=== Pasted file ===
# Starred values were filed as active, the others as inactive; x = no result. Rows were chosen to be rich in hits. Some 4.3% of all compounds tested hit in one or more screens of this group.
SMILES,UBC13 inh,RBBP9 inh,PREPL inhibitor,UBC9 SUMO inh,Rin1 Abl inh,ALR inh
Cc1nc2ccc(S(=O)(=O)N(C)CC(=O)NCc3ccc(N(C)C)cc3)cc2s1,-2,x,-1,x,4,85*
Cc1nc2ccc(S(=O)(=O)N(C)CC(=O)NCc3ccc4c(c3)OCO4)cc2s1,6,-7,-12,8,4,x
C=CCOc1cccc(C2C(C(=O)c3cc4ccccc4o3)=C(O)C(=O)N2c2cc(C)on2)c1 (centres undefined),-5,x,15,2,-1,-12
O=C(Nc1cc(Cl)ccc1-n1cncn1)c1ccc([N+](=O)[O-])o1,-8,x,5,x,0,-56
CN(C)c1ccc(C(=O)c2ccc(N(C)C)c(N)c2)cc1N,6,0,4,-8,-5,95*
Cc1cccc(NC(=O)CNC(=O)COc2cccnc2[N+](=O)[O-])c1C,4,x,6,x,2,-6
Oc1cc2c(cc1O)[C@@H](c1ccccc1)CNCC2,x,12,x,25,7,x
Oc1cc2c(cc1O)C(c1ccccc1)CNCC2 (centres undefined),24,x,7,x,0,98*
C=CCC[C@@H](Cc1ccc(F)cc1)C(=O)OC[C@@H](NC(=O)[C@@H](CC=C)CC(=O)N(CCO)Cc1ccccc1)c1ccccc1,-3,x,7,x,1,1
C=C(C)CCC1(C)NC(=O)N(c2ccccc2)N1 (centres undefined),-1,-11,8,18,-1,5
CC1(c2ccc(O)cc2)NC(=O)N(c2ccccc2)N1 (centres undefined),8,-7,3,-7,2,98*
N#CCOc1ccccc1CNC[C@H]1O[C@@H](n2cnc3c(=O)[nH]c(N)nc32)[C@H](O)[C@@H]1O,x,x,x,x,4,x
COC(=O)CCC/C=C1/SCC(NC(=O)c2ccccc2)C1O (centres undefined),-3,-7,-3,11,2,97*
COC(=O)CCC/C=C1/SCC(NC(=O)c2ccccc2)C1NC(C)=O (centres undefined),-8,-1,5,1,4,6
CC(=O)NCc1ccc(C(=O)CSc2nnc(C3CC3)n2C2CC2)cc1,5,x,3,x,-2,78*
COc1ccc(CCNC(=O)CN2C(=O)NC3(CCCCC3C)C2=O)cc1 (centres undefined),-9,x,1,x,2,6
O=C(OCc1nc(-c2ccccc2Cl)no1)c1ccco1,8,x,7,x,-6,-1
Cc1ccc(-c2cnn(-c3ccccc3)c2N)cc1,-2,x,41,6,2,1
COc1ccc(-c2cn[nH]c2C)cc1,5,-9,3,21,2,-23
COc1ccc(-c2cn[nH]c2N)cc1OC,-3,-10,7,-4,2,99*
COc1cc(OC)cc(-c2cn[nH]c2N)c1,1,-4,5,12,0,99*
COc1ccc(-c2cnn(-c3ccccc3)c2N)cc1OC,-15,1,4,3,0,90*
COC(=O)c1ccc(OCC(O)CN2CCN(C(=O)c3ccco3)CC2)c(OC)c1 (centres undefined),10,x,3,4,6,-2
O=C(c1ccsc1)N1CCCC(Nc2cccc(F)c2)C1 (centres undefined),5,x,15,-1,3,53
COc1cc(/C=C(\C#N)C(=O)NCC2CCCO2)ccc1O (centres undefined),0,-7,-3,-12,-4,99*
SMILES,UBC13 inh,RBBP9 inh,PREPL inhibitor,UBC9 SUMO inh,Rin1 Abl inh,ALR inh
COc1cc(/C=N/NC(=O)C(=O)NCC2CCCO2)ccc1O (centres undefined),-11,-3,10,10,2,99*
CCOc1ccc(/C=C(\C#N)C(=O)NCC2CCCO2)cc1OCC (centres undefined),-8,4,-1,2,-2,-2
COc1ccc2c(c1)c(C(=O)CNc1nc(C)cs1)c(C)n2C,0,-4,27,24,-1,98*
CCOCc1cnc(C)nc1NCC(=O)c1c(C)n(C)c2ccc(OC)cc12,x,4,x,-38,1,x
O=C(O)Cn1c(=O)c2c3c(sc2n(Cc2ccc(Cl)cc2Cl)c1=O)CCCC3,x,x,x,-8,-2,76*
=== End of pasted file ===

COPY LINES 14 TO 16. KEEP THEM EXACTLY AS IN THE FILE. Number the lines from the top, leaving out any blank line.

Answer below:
N#CCOc1ccccc1CNC[C@H]1O[C@@H](n2cnc3c(=O)[nH]c(N)nc32)[C@H](O)[C@@H]1O,x,x,x,x,4,x
COC(=O)CCC/C=C1/SCC(NC(=O)c2ccccc2)C1O (centres undefined),-3,-7,-3,11,2,97*
COC(=O)CCC/C=C1/SCC(NC(=O)c2ccccc2)C1NC(C)=O (centres undefined),-8,-1,5,1,4,6